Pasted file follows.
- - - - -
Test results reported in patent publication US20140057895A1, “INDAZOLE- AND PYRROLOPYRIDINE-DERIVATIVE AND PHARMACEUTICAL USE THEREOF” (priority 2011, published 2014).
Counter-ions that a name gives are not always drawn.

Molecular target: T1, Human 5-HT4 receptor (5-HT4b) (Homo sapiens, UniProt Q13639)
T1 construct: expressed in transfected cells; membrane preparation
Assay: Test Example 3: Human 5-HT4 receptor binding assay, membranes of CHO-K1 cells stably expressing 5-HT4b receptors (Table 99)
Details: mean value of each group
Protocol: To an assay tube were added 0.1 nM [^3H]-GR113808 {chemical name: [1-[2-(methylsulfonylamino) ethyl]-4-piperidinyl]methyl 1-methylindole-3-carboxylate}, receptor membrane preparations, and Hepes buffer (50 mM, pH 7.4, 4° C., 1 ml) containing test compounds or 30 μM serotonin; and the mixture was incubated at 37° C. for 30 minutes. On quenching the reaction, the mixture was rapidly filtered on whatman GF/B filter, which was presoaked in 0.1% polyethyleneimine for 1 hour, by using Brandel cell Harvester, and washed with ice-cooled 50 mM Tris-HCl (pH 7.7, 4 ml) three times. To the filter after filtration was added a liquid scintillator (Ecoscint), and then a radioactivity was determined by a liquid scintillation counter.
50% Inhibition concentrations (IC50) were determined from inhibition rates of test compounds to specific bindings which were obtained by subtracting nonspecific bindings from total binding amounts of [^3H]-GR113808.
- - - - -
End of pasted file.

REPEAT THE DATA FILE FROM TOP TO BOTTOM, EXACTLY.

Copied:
Test results reported in patent publication US20140057895A1, “INDAZOLE- AND PYRROLOPYRIDINE-DERIVATIVE AND PHARMACEUTICAL USE THEREOF” (priority 2011, published 2014).
Counter-ions that a name gives are not always drawn.

Molecular target: T1, Human 5-HT4 receptor (5-HT4b) (Homo sapiens, UniProt Q13639)
T1 construct: expressed in transfected cells; membrane preparation
Assay: Test Example 3: Human 5-HT4 receptor binding assay, membranes of CHO-K1 cells stably expressing 5-HT4b receptors (Table 99)
Details: mean value of each group
Protocol: To an assay tube were added 0.1 nM [^3H]-GR113808 {chemical name: [1-[2-(methylsulfonylamino) ethyl]-4-piperidinyl]methyl 1-methylindole-3-carboxylate}, receptor membrane preparations, and Hepes buffer (50 mM, pH 7.4, 4° C., 1 ml) containing test compounds or 30 μM serotonin; and the mixture was incubated at 37° C. for 30 minutes. On quenching the reaction, the mixture was rapidly filtered on whatman GF/B filter, which was presoaked in 0.1% polyethyleneimine for 1 hour, by using Brandel cell Harvester, and washed with ice-cooled 50 mM Tris-HCl (pH 7.7, 4 ml) three times. To the filter after filtration was added a liquid scintillator (Ecoscint), and then a radioactivity was determined by a liquid scintillation counter.
50% Inhibition concentrations (IC50) were determined from inhibition rates of test compounds to specific bindings which were obtained by subtracting nonspecific bindings from total binding amounts of [^3H]-GR113808.